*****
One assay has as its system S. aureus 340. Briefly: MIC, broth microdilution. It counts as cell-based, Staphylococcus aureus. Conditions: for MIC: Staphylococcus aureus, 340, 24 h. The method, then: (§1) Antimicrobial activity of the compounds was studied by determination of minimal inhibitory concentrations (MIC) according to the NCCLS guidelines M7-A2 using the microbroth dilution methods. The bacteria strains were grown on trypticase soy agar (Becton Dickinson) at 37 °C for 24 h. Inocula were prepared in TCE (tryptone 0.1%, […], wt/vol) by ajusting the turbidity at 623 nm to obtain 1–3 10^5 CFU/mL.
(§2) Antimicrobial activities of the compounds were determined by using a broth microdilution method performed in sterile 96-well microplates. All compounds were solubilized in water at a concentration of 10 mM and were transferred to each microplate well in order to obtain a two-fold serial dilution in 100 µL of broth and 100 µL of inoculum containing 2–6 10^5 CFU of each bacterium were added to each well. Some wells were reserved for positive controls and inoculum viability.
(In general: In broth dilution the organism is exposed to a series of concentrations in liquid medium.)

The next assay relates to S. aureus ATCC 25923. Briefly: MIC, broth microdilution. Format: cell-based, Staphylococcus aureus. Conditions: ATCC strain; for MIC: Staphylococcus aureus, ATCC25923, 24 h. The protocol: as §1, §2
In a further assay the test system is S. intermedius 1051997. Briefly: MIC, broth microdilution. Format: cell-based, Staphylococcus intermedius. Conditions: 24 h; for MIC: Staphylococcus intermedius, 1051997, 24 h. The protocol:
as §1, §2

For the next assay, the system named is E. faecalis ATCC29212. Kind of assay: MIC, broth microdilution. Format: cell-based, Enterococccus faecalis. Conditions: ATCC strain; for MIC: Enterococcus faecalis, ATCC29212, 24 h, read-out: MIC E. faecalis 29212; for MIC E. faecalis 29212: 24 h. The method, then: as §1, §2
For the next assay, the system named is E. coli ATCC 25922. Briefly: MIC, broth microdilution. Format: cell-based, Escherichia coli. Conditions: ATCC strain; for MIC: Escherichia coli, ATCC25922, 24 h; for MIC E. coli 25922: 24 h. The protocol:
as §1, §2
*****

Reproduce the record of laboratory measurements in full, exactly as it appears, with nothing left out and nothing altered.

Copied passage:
One assay has as its system S. aureus 340. Briefly: MIC, broth microdilution. It counts as cell-based, Staphylococcus aureus. Conditions: for MIC: Staphylococcus aureus, 340, 24 h. The method, then: (§1) Antimicrobial activity of the compounds was studied by determination of minimal inhibitory concentrations (MIC) according to the NCCLS guidelines M7-A2 using the microbroth dilution methods. The bacteria strains were grown on trypticase soy agar (Becton Dickinson) at 37 °C for 24 h. Inocula were prepared in TCE (tryptone 0.1%, […], wt/vol) by ajusting the turbidity at 623 nm to obtain 1–3 10^5 CFU/mL.
(§2) Antimicrobial activities of the compounds were determined by using a broth microdilution method performed in sterile 96-well microplates. All compounds were solubilized in water at a concentration of 10 mM and were transferred to each microplate well in order to obtain a two-fold serial dilution in 100 µL of broth and 100 µL of inoculum containing 2–6 10^5 CFU of each bacterium were added to each well. Some wells were reserved for positive controls and inoculum viability.
(In general: In broth dilution the organism is exposed to a series of concentrations in liquid medium.)

The next assay relates to S. aureus ATCC 25923. Briefly: MIC, broth microdilution. Format: cell-based, Staphylococcus aureus. Conditions: ATCC strain; for MIC: Staphylococcus aureus, ATCC25923, 24 h. The protocol: as §1, §2
In a further assay the test system is S. intermedius 1051997. Briefly: MIC, broth microdilution. Format: cell-based, Staphylococcus intermedius. Conditions: 24 h; for MIC: Staphylococcus intermedius, 1051997, 24 h. The protocol:
as §1, §2

For the next assay, the system named is E. faecalis ATCC29212. Kind of assay: MIC, broth microdilution. Format: cell-based, Enterococccus faecalis. Conditions: ATCC strain; for MIC: Enterococcus faecalis, ATCC29212, 24 h, read-out: MIC E. faecalis 29212; for MIC E. faecalis 29212: 24 h. The method, then: as §1, §2
For the next assay, the system named is E. coli ATCC 25922. Briefly: MIC, broth microdilution. Format: cell-based, Escherichia coli. Conditions: ATCC strain; for MIC: Escherichia coli, ATCC25922, 24 h; for MIC E. coli 25922: 24 h. The protocol:
as §1, §2